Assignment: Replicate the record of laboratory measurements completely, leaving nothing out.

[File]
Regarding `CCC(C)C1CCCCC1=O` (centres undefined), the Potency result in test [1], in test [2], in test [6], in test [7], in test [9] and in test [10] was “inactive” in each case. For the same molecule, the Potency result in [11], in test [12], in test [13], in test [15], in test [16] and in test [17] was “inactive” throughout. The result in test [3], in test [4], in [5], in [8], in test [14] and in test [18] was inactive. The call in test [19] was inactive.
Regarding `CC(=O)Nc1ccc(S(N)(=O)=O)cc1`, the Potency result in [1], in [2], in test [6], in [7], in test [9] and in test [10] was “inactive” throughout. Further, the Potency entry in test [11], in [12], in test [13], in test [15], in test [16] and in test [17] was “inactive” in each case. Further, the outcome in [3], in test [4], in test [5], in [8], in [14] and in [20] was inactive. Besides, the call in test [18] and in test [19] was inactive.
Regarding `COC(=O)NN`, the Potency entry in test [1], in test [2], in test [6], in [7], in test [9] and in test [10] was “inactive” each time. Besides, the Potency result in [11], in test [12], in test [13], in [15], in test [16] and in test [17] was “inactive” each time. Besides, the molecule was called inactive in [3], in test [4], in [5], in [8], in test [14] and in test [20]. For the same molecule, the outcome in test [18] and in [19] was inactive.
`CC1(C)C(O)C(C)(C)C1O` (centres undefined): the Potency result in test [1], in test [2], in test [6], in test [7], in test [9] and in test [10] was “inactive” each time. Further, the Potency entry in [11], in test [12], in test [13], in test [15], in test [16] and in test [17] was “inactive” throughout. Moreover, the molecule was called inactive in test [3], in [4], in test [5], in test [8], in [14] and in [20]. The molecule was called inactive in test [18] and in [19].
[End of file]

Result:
Regarding `CCC(C)C1CCCCC1=O` (centres undefined), the Potency result in test [1], in test [2], in test [6], in test [7], in test [9] and in test [10] was “inactive” in each case. For the same molecule, the Potency result in [11], in test [12], in test [13], in test [15], in test [16] and in test [17] was “inactive” throughout. The result in test [3], in test [4], in [5], in [8], in test [14] and in test [18] was inactive. The call in test [19] was inactive.
Regarding `CC(=O)Nc1ccc(S(N)(=O)=O)cc1`, the Potency result in [1], in [2], in test [6], in [7], in test [9] and in test [10] was “inactive” throughout. Further, the Potency entry in test [11], in [12], in test [13], in test [15], in test [16] and in test [17] was “inactive” in each case. Further, the outcome in [3], in test [4], in test [5], in [8], in [14] and in [20] was inactive. Besides, the call in test [18] and in test [19] was inactive.
Regarding `COC(=O)NN`, the Potency entry in test [1], in test [2], in test [6], in [7], in test [9] and in test [10] was “inactive” each time. Besides, the Potency result in [11], in test [12], in test [13], in [15], in test [16] and in test [17] was “inactive” each time. Besides, the molecule was called inactive in [3], in test [4], in [5], in [8], in test [14] and in test [20]. For the same molecule, the outcome in test [18] and in [19] was inactive.
`CC1(C)C(O)C(C)(C)C1O` (centres undefined): the Potency result in test [1], in test [2], in test [6], in test [7], in test [9] and in test [10] was “inactive” each time. Further, the Potency entry in [11], in test [12], in test [13], in test [15], in test [16] and in test [17] was “inactive” throughout. Moreover, the molecule was called inactive in test [3], in [4], in test [5], in test [8], in [14] and in [20]. The molecule was called inactive in test [18] and in [19].